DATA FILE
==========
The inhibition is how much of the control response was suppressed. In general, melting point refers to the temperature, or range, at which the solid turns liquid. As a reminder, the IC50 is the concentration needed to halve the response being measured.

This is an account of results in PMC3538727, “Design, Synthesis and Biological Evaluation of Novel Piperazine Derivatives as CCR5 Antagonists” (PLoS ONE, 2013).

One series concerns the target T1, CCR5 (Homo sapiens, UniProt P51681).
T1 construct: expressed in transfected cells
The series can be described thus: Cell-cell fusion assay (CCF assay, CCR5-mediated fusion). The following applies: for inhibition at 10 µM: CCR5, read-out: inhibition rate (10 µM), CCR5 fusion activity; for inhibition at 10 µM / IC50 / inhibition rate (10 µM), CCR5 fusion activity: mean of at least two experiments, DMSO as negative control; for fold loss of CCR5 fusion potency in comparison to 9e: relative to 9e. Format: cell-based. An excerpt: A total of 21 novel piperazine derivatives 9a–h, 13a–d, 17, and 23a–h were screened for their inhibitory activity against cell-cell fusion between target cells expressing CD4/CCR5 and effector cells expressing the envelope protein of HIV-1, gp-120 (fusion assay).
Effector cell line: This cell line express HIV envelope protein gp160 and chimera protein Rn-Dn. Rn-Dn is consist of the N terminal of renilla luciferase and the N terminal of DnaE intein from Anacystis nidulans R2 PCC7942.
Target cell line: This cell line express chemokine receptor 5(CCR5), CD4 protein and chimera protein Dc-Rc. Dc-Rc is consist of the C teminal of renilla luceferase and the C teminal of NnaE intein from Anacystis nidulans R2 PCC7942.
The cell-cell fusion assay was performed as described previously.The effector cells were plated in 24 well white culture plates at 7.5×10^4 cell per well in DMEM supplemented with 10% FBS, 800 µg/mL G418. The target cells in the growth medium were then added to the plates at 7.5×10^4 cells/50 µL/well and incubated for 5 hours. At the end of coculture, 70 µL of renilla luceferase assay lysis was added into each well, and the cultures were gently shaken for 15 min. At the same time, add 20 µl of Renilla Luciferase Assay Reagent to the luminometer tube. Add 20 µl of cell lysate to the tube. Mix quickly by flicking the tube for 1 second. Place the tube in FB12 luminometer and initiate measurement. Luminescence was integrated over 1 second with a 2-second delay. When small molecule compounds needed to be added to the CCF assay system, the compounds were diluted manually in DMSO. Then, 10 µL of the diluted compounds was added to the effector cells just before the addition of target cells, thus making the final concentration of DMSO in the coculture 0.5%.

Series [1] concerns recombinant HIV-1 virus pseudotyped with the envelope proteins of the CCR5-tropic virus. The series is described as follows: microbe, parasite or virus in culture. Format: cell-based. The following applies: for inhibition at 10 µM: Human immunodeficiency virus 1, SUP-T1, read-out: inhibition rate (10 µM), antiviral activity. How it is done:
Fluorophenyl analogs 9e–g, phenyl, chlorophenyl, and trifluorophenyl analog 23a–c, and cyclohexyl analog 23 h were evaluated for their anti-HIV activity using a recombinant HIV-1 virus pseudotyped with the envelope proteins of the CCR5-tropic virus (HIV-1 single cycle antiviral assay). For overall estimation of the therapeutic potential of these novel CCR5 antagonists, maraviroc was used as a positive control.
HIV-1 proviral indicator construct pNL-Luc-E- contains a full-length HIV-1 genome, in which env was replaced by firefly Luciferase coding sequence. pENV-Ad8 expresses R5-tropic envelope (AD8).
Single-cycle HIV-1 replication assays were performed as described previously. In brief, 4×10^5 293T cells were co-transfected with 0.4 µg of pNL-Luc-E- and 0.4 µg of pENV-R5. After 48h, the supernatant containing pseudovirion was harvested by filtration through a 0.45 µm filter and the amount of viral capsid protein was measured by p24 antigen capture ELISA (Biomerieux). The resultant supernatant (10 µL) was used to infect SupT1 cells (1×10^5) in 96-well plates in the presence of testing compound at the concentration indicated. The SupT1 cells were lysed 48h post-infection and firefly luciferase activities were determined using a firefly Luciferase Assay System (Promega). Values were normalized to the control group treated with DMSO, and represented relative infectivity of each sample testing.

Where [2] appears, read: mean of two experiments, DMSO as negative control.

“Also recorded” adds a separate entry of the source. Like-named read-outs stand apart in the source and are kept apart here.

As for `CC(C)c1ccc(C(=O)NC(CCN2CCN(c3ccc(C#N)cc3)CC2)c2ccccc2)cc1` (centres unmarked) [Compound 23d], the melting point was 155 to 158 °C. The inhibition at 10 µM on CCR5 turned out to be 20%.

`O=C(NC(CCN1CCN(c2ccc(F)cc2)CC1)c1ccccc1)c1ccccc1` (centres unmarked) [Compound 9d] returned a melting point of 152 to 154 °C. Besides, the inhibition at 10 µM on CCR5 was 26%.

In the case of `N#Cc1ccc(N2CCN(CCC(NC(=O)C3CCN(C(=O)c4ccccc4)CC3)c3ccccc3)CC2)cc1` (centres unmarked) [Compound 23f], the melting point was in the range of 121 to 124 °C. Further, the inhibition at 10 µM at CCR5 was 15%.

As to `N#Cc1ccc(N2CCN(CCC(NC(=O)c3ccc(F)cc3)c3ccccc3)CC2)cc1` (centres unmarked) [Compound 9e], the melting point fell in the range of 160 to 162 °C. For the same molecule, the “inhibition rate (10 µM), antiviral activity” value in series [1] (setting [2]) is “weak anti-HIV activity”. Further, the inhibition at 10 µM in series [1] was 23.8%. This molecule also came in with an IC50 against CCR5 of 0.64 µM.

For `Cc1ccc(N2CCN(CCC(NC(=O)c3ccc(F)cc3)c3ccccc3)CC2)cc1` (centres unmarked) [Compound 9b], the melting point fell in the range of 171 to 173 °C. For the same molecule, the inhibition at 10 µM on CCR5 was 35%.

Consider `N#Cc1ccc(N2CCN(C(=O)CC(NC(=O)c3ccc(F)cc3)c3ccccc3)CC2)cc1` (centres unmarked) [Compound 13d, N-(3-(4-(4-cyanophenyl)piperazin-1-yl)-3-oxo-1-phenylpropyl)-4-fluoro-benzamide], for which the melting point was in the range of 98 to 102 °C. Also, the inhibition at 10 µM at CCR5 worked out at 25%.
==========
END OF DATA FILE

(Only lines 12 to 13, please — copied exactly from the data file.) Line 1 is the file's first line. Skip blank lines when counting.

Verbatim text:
Single-cycle HIV-1 replication assays were performed as described previously. In brief, 4×10^5 293T cells were co-transfected with 0.4 µg of pNL-Luc-E- and 0.4 µg of pENV-R5. After 48h, the supernatant containing pseudovirion was harvested by filtration through a 0.45 µm filter and the amount of viral capsid protein was measured by p24 antigen capture ELISA (Biomerieux). The resultant supernatant (10 µL) was used to infect SupT1 cells (1×10^5) in 96-well plates in the presence of testing compound at the concentration indicated. The SupT1 cells were lysed 48h post-infection and firefly luciferase activities were determined using a firefly Luciferase Assay System (Promega). Values were normalized to the control group treated with DMSO, and represented relative infectivity of each sample testing.

Where [2] appears, read: mean of two experiments, DMSO as negative control.